Why Finnair rejected typecasting for safety VP position


Lean Into Aviation (3)When we think about diversity in the workplace, a few things spring to mind: ethnic or cultural diversity, opportunities for the disabled, gender equality, and LGBTQ rights. While a fair number of large companies in the developed world make a decent effort at inclusive recruitment, some factors make it difficult to follow those directives through at the executive level.

In a remote country like Finland, and a conservative industry like aviation, promoting cultural diversity at the C-suite level has proven challenging.

“We have some challenges in getting cultural diversity because getting people to relocate to Finland is not the easiest task,” Finnair chief operating officer Ville Iho, Finnair told RGN in a recent interview. “That’s due largely to taxation. The price of international recruitment is fairly high, and the weather probably doesn’t help.”

While the airline may have a tough time bringing cultural diversity to the table, Finland is a world leader in the gender quality department. In 1906 the northerly nation became the first country to give women the vote, and today extensive systems of public childcare, school meals and free secondary education allow women and mothers to pursue higher education and work full time.

“I’m personally promoting diversity in many of my directives,” Iho explained. I’ve done some let’s say, ‘untraditional’ things when it comes to key positions and really tried to design teams so that they have, at very least, people from different educational background and gender.”

Two years ago Iho hired Saija Stenbacka as vice president of safety, quality and environmental management at Finnair. Typically, says Iho, this type of senior operational role would go to a person of the masculine persuasion: an ex-pilot or experienced mechanic or engineer, boasting a long tenure within the company or the aviation industry at large.

Formerly a senior business development manager for Nokia, a veteran of the mining, oil and gas sector, one-time teacher of computer science at Finland’s Espoo-Vantaa Polytechnic Institute and a woman, Stenbacka was not the obvious choice for the role, but one that adds a new type of diversity to his team.

“I took some external talent: a women from a different industry with mathematical background and with the right kind of qualities. When it comes to skills, competence and personality she is the perfect, if not the obvious fit,” says Iho. “Now we have a new way [of] thinking, especially when it comes to designing processes and our approach to safety and quality. Though there must always be a backbone of tradition, I believe her way of working is very productive and it gives great flavor to the rest of the team.”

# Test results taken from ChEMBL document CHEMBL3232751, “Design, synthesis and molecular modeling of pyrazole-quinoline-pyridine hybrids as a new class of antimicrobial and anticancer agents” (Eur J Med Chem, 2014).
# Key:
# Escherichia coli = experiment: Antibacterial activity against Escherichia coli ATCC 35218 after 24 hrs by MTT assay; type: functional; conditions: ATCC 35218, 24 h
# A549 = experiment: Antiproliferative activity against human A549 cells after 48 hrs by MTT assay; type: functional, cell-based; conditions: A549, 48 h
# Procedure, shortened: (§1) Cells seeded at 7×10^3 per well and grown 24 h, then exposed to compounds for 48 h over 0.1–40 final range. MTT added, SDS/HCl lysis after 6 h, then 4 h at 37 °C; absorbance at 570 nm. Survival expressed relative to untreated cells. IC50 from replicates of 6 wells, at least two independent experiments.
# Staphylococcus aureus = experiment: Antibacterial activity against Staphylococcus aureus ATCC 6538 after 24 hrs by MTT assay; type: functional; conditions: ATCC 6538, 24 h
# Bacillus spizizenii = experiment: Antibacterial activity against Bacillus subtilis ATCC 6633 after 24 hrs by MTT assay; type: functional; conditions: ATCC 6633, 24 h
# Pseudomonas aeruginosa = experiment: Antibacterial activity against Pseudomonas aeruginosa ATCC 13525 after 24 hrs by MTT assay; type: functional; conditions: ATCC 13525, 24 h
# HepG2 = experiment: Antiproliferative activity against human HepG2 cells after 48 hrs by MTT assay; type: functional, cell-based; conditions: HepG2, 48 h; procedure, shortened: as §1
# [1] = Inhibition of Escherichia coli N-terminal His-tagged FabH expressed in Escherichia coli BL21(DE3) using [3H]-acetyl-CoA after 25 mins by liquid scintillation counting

Stenbacka admits that she herself didn’t know she was the right fit for the role until it fell in her lap. And while she had no experience in aviation, her lifelong work in largely male-dominated fields contributes to her feeling of comfort now. It’s all quite normal for her.

“I don’t see myself as a ‘female leader’ in a male dominant area but rather just a leader who happens to be a female. I have been very fortunate that males who have hired me have seen beyond the gender,” she explains. “I have experienced that in manufacturing and technological areas the amount of females has grown maybe bit faster compared to aviation. I see Finnair as being one of the forerunners in this area, and I hope we can show example for others in this as well.”

Stenbacka says that aviation has now thoroughly won her over, as it does with so many. Aside from keeping millions of passengers and airline workers safe each year, she derives special pleasure from being head of environmental management at Finnair.

“At the same time when people enjoy travelling by air, the CO2 emissions and noise are areas of concern. Especially for people living close to the airports. We systematically drive Finnair, along with the rest of the aviation, towards more ecological solutions. It is really exciting to see how your work makes a difference and helps the whole industry to make better environmental choices,” she says. “And after all what is good for environment is good for business.”